The painting on the right demonstrates positive and negative space in a three dimensional painting. Can you see the positive and negative here? The fish occupies the positive space and the water represents the negative space around the fish.

Overlapping Objects

overlapping-objects1 overlapping-objects2

Overlapping objects is a helpful tool for creating an illusion of 3D. Depending on how it is applied can give a sense of deep or shallow space within a composition.

The Statue of Liberty in the painting on the left overlapping the river and the horizon helps to create a greater sense of depth than the painting that is on the right. On the left we get the sensation of deep space. On the right the space a shallow.

Changing Size and Placement

size-placement1 size-placement2

Changing the size and placement of the objects in these two paintings helps give more depth to the painting. Changing the size of the Indians makes them appear far away in the painting on the left. On the right, the ballerinas are on a higher plane than the ones in the front pushes them farther away into the background.

Linear Perspective

perspective1 perspective2 perspective3

Can you see how perspective has given the three paintings above a sense of depth?

Both of these paintings have very strong one-point perspective which helps create the illusion of three dimension.

Perspective gives you the sensation that the train is moving away from you and yet it pulls you down the hallway with it in the painting on the right.

Perspective can also make objects appear 3D. The artist of this building used two point perspective to create an object that appears to have volume. Without two point perspective this building would lack depth and appear flat.

Hue and Value

hue1 hue2

Warm colors pull you up close. Cool colors recede off into the distance. The painting on the left is a good example of this tool in use.

On the right, light moves toward you and darkness moves off into the background.

Atmospheric Perspective

atmospheric-perspective1 atmospheric-perspective2

As objects move off into the distance they become less detailed and more gray. For example notice the horizon and the mountain in these two paintings.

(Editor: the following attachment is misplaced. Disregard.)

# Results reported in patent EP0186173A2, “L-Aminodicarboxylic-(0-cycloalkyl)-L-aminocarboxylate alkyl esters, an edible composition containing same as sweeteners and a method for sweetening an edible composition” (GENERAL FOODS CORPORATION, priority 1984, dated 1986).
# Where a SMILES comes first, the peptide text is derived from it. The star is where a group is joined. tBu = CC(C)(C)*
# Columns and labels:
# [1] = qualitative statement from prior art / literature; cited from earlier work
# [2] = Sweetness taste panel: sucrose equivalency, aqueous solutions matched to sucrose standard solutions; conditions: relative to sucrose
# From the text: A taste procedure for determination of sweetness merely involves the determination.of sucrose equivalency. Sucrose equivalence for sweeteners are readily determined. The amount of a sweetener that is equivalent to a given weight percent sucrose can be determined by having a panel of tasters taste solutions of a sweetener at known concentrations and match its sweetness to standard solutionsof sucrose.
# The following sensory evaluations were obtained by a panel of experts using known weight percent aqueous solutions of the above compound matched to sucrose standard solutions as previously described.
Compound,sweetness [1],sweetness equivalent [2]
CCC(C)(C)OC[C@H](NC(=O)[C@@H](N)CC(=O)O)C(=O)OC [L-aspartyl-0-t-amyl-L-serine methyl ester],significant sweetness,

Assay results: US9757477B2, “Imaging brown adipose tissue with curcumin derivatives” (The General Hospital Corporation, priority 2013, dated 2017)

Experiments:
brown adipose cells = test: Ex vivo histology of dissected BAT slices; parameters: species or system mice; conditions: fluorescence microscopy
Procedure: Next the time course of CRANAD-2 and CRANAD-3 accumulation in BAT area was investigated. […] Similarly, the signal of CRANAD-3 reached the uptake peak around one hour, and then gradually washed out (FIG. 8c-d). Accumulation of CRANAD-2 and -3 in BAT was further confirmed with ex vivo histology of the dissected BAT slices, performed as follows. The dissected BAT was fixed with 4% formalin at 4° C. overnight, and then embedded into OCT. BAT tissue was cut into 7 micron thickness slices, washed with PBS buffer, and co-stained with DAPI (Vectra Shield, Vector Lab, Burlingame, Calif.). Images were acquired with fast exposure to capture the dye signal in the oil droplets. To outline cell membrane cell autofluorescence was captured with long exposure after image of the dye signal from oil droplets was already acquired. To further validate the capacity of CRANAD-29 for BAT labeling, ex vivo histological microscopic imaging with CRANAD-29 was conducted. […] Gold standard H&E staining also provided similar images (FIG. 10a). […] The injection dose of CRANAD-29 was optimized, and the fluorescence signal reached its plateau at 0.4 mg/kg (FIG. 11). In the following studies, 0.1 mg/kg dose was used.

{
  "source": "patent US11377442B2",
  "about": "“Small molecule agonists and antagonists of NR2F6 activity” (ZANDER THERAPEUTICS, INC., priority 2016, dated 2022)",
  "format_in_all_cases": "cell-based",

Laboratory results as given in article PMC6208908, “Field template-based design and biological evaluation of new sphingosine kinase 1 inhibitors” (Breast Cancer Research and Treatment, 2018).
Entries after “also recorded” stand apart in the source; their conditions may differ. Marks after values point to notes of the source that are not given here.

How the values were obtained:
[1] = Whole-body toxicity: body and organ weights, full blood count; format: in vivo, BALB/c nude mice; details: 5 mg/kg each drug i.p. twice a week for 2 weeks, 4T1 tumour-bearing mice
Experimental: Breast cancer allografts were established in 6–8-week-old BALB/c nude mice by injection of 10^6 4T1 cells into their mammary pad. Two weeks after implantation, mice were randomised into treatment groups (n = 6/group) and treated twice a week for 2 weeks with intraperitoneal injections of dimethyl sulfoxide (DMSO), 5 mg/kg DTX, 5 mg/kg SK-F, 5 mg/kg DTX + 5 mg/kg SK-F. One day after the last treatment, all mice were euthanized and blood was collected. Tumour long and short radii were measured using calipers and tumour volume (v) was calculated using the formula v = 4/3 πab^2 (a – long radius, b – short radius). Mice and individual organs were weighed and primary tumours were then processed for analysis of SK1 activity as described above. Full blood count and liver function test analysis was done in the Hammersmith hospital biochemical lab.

For more information about atmospheric perspective see article titled Creating Depth in Your Paintings via Atmospheric Perspective.

Deep Space

deep-space1 deep-space2

When used effectively all the tools (overlapping, perspective, atmosphere, hue and value) can create the sensation of deep space.


  1. What is the definition of space when it is applied to art?
  2.  What are some ways space is used in art?

Your Next Art Lesson

If you enjoyed this lesson, be sure to check out another one in this series.

Good Design Principle: An Introduction

Good Design Principle: Balance

Good Design Principle: Contrast

Good Design Principle: Emphasis

Good Design Principle: Movement

Good Design Principle: Proportion

Good Design Principle: Space

Good Design Principle: Visual Economy

Good Design Principle: Unity

Principles of Good Design: Unity

unity design principleUnity is the hallmark of every good design. It is the final result when all the design elements work harmoniously together to give the viewer a satisfying sense of belonging and relationship. You know unity has been achieved when all aspects of the design complement one another rather than compete for attention. It serves to reinforce the relationship between the design elements and relates them to the key theme being expressed in a painting.

Unity is the end result when all of the design principles (balance, movement, emphasis, visual economy, contrast, proportion and space) have been correctly applied. Everything selected for use in a composition must complement the key theme and must also serve some functional purpose within the design. Achieving unity in your compositions will only result from practicing, knowing and selecting the right visual elements and using the best principles of design to relate them.

Unity within art accomplishes two things:

  1. It creates a sense of order. When a design possesses unity there will be a consistency of sizes and shapes, as well as a harmony of color and pattern. One way this is accomplished is by repeating the key elements, balancing them throughout the composition, and then adding a little variety so that the design has its own sense of personality. Learning to juggle the elements and principles in such a way as to achieve the right mix is a key to good design.
  2. It also gives elements the appearance of completeness, that they belong together. When a composition has unity the design will be viewed as one piece, as a whole, and not as separate elements with the painting. Using too many shapes and forms may cause a design to be unfocused, cluttered and confusing. A well organized design will be achieved by using a basic shape which is then repeated throughout the composition.

When unity is achieved:

  • The individual elements within a composition do not compete for attention.
  • The key theme will be communicated more clearly.
  • The design will evoke a sense of completeness and organization.

To create unity:

  •  You must have a clear objective in mind, one that you wish to effectively communicate.